While the human tech world rages and swoons over the new iPad, our primate cousins are at the height of what Discovery News is calling the Great Chimp Tech Boom. Poking at ants with a stick hardly seems like a newly integrated, top-of-the-line technological feat. But for chimpanzees, this recent development in “cultural variation,” or behavior specific to a community rather than a species as a whole, is more important than you’d expect. According to renowned British anthropologist Jane Goodall, technology among chimpanzees is improving and being adopted more rapidly than previously expected.
Chimpanzees are more closely related to humans than any other living species ó so closely, in fact, that in 2003 a team of biologists suggested moving chimps to the human branch of the family tree. It’s unsurprising, then, that chimpanzees also exhibit the highest rate of cultural variation of any non-human species. A team of evolutionary anthropologists and other animal behavior researchers, including Goodall, have identified at least 39 community-specific behaviors within different groups of chimps, which range from methods of swatting flies (some groups use leaves, while others employ the ‘index squash,’ or one-fingered smash-it-till-it’s-dead method) to variations on simple tools, like using stones to crack open nuts versus smashing them against the ground with a heavy piece of wood, for example.
Ant fishing (that’s the “poking at ants with a stick” thing) is an amazing example of cultural variation for a couple of reasons. Firstly, it requires a tool (that’s the stick), which is used to retrieve super-tasty ants and termites from their nests with ease. And even the stick has seen improvements; in 2009 a group of chimps were observed fraying the ends of their sticks to allow more surface area for catching ants and termites. But there’s another, more important reason ant fishing is a big deal: it’s the first novel adaptation outside of captivity that we’ve witnessed moving from one group into another. (The study’s authors call this “intercommunity cultural transmission.”) According to a new report in the latest issue of Current Anthropology, ant fishing is really catching on, and itís all thanks to a sharp-witted chimp named Trezia.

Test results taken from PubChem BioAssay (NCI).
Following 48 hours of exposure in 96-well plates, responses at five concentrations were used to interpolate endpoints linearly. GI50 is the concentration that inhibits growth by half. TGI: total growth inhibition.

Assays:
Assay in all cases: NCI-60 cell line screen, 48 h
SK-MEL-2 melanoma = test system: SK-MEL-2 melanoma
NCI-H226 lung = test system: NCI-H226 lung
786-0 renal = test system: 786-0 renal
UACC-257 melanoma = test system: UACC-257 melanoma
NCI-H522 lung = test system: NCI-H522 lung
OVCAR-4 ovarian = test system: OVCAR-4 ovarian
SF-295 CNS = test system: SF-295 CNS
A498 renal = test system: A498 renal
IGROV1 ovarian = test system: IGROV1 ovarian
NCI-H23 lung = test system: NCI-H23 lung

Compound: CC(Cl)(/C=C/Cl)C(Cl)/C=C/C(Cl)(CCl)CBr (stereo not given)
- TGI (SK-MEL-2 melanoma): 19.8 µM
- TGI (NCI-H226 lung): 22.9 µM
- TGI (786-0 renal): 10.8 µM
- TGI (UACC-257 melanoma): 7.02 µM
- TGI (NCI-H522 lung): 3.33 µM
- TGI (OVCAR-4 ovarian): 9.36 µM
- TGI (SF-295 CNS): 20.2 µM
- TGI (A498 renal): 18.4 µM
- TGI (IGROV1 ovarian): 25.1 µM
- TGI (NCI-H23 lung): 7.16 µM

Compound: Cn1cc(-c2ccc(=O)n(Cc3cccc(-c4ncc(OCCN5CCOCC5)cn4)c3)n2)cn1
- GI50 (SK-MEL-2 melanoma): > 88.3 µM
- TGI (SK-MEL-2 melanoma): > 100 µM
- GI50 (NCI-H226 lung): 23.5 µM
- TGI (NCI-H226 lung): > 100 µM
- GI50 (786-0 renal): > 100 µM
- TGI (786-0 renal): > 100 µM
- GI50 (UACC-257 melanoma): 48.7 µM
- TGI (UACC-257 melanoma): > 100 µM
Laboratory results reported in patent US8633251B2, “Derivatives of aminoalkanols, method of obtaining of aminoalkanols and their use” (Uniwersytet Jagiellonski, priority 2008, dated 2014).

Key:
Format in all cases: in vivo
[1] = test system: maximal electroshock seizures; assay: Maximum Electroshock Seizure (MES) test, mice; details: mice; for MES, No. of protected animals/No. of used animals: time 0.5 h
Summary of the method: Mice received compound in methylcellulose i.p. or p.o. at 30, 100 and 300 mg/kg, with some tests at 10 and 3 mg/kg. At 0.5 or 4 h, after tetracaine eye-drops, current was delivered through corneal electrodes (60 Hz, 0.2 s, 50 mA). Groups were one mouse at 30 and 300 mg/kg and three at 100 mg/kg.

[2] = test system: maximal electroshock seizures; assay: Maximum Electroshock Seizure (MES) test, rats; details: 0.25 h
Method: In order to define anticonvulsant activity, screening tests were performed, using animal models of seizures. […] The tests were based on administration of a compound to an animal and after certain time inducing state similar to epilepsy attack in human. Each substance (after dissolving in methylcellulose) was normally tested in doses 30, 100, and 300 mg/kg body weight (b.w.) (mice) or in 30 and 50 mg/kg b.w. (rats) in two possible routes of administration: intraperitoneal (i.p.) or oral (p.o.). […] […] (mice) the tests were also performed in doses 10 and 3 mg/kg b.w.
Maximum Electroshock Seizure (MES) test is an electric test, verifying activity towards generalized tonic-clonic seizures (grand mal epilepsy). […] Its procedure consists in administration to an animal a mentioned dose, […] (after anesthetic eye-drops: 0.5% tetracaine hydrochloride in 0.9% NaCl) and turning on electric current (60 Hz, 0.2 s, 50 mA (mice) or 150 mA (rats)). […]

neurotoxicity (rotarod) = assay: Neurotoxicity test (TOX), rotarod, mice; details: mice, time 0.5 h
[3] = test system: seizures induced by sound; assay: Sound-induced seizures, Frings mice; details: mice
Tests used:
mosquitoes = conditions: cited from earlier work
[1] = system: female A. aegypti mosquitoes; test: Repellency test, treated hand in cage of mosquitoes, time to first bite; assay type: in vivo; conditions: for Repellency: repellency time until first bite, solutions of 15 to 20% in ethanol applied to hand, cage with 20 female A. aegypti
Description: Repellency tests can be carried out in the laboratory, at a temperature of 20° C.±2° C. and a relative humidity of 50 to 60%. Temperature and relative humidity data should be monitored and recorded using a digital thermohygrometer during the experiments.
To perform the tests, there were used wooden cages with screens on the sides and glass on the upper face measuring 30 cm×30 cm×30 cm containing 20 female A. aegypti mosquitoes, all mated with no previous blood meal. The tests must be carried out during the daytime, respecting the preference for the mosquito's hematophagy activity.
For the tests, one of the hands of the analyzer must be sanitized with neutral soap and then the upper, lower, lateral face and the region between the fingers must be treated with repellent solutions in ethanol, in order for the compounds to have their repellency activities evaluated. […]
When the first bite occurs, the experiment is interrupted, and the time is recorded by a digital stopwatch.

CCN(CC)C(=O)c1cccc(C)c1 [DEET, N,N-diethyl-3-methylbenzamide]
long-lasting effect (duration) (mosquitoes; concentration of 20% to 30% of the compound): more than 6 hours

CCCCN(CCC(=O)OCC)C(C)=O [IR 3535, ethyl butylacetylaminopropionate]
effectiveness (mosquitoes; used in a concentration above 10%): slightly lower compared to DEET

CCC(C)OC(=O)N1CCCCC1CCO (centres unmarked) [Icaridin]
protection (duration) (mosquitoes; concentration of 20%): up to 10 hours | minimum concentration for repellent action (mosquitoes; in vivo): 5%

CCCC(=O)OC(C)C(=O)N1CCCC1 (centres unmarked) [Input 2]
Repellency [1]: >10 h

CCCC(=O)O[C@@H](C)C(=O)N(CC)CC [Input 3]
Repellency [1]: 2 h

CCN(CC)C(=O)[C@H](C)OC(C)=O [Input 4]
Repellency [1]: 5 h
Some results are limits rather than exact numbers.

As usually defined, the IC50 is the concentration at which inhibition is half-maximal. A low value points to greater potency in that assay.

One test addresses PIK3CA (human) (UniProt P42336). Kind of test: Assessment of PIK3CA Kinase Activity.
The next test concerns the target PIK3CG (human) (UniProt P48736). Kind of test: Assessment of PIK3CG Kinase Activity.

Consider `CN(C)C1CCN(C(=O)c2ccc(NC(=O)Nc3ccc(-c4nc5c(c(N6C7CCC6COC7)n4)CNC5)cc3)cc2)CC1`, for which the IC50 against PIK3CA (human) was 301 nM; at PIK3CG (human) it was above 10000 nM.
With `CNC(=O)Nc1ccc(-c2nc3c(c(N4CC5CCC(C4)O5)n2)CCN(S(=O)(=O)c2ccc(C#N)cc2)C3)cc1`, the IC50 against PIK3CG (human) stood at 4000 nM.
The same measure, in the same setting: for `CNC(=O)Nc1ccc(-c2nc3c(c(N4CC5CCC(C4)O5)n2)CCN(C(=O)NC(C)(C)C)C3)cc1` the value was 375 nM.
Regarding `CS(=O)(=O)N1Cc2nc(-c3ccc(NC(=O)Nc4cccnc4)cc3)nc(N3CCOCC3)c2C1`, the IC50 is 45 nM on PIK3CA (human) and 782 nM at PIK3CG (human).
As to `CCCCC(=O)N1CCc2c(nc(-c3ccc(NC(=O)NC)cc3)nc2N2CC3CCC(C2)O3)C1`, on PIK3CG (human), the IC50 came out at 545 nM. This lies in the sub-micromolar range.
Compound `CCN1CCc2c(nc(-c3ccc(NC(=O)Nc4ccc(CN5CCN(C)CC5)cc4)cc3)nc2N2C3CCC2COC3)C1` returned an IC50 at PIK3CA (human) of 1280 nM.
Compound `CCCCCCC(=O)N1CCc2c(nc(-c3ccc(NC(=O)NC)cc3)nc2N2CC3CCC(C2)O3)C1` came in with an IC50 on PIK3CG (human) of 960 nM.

Trezia is a wild chimpanzee who lives in Gombe Stream National Park, home to Jane Goodall (the reportís co-author) and her beloved Kasekela chimpanzee community. When Trezia was transferred to the Kasekela group from the separate Mitumba community, her wit and ease made her a favorite among her new family. But the Kaseleka chimps didn’t fish for ants. But they learned how eventually, because Trezia didn’t stop fishing for ants just because she lived in a new group. For her, this was normal, everyday behavior; in 1982, ant fishing was declared a customary behavior within Trezia’s Mitumba home group. It appeared in 1994 in the Kaseleka group (after Trezia’s relocation), and as of 2010 is considered customary there as well.
Of course, chimps aren’t the only primates to surprise observers with their technological prowess. Young gorillas have recently been spotted dismantling snare traps left by poachers, a development that’s both incredible and something of a relief. An ingenious Japanese macaque named Imo figured out that washing the grit off of sweet potatoes made them better to eat, and in so doing taught an entire population of macaques to wash their food. And in a group of capuchin monkeys in Brazil, not only is cracking palm nuts with stones the preferred method of midday snack procurement, the monkeys are choosing the optimal stones for the job by testing the rocks for sturdiness and weight before wasting any time using them as hammers. What’s next? Our money is on agriculture and figure-flattering winter wear.